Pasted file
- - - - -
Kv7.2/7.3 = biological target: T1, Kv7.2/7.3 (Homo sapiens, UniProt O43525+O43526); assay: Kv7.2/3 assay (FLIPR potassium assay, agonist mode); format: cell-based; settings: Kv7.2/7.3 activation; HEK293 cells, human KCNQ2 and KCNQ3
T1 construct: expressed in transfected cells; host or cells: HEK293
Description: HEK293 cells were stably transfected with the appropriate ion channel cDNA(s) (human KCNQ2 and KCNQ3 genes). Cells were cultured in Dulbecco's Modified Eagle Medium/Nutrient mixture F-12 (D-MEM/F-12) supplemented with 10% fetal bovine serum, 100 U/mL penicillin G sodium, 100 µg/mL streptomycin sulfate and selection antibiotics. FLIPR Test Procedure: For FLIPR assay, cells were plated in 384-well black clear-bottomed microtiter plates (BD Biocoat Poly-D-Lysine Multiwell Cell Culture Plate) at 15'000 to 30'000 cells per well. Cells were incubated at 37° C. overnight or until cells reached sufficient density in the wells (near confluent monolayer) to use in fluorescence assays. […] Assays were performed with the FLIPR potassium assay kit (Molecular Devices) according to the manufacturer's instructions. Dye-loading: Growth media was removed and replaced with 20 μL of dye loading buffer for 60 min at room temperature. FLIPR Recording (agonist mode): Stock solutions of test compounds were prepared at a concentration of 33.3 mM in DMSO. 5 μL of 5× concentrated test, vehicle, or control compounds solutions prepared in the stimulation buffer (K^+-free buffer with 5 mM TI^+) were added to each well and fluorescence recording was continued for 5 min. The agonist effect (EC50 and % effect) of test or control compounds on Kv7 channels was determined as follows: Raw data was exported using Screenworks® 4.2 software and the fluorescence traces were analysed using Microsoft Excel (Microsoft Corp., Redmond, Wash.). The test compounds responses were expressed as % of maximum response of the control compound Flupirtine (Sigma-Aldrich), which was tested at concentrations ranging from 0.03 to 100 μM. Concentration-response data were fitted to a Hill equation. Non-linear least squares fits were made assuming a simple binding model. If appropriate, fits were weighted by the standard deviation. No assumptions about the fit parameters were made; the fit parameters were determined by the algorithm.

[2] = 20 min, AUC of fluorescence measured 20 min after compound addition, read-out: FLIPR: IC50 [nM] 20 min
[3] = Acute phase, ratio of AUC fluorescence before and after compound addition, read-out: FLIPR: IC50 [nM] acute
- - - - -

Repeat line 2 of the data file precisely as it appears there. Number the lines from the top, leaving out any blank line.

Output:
T1 construct: expressed in transfected cells; host or cells: HEK293